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The Twelve “Keepers” of the Qur’an

The Qur’an needs a "Keeper" as sensory organs need a heart

Born in 864 near today’s Teheran and died in Baghdad in 941, al-Kulaynī is the author of the most important collection of Shi‘ite hadīths, entitled al-Kāfī (“The Sufficient Book”). The title is an extremely appropriate one, considering the vastness of this collection that forms the first and most ancient among the “four books” of Twelver hadīths. The pivotal role accorded to the imam already emerges from the choice to include in this compilation not only the traditions ascribed to Muhammad, but also those attributed to his successors, thereby significantly expanding the extension of sacred history. Indeed, if, for the Sunnis, revelation closes in 632 with Muhammad’s death, for the Shi‘ites, the imams continued to exercise their teaching authority at least until the physical disappearance of the last of them in 874.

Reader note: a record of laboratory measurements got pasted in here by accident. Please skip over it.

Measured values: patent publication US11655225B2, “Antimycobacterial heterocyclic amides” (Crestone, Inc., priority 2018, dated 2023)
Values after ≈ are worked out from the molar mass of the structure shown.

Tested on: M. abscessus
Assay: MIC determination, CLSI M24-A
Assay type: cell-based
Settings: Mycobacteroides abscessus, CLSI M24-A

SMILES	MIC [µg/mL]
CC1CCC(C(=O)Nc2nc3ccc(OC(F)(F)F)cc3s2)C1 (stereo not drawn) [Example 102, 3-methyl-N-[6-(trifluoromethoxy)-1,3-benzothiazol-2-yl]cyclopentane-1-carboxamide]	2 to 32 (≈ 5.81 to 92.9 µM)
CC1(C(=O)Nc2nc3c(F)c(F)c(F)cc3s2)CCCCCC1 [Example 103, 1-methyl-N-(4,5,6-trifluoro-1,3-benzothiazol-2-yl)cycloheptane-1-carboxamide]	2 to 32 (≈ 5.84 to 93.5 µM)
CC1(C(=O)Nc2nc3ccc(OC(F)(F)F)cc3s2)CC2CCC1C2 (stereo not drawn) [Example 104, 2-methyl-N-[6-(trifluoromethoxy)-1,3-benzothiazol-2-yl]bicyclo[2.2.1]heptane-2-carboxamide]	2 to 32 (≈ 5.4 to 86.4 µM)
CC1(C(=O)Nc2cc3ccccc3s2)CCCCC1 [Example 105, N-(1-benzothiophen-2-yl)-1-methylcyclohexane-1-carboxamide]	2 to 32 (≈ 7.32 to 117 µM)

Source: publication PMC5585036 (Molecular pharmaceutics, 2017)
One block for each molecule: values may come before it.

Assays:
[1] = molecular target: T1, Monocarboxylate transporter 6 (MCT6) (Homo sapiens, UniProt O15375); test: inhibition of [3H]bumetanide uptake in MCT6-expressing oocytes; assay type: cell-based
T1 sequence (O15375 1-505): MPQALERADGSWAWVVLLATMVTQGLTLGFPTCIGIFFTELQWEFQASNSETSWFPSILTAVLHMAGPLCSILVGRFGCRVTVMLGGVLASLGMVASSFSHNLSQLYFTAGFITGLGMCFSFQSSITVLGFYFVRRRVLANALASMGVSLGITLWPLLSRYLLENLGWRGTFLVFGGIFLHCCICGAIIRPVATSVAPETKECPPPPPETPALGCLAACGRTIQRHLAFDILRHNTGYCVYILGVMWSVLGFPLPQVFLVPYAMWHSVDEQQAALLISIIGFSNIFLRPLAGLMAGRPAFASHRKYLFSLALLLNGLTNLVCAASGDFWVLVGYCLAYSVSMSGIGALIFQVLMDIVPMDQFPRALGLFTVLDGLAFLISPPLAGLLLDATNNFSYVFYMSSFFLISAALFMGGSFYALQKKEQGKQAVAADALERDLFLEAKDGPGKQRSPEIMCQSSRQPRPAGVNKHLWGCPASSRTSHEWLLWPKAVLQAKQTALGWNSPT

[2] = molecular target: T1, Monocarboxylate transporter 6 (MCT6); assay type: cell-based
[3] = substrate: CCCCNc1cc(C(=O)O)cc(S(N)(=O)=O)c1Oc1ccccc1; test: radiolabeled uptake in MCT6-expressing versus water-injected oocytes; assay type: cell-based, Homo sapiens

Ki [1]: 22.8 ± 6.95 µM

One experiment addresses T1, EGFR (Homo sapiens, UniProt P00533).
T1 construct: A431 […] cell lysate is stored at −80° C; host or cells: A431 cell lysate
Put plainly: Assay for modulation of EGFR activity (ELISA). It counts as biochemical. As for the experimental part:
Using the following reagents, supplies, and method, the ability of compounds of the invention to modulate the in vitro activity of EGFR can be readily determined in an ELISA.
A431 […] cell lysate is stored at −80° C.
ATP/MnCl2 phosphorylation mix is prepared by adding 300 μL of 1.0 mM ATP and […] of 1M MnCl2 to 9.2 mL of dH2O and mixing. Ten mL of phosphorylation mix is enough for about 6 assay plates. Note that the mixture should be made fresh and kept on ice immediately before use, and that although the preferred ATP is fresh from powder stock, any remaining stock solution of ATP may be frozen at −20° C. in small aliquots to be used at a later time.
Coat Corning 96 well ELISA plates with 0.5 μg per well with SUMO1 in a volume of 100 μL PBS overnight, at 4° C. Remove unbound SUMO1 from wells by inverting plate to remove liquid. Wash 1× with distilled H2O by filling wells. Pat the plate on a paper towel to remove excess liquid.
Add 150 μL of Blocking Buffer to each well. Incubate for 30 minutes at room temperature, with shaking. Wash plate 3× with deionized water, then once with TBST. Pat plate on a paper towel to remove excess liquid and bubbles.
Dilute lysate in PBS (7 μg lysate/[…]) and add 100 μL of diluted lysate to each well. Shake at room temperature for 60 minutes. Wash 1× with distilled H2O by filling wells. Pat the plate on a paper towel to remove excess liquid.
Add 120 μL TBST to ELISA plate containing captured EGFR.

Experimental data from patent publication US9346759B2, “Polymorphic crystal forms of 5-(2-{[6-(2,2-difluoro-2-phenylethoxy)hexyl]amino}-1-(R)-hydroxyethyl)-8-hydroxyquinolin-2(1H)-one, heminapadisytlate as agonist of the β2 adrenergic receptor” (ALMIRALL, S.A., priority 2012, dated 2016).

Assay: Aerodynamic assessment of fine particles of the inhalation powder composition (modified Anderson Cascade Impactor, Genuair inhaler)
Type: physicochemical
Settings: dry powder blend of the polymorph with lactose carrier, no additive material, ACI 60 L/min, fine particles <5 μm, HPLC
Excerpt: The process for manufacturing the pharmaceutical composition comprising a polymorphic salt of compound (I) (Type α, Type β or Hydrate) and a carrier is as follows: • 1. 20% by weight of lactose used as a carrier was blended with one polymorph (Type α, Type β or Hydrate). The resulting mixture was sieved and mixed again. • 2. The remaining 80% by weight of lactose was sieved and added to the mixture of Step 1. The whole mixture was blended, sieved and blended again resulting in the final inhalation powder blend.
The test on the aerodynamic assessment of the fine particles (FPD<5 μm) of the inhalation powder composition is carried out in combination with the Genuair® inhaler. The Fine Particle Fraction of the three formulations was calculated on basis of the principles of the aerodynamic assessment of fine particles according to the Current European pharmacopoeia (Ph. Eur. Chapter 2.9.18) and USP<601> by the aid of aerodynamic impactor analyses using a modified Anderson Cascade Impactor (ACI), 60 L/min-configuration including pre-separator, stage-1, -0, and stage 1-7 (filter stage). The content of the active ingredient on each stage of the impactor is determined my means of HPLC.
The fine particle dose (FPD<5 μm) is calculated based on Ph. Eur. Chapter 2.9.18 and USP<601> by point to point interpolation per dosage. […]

Not a few of these sayings concern indeed the imam’s function, particularly in the chapter entitled The Book of Proof. As in an ascending journey, this starts off with a discussion on the need for an infallible guide inspired by God. This cannot consist – argues the first hadīth proposed – solely in the Qur’an, because Islam’s holy book has been the object of divergent and conflicting interpretations, as evidenced by the existence of numerous schools of theology and law. Thus the Qur’an – the reasoning concludes – needs a “keeper”, in exactly the same way as sense organs need a heart.

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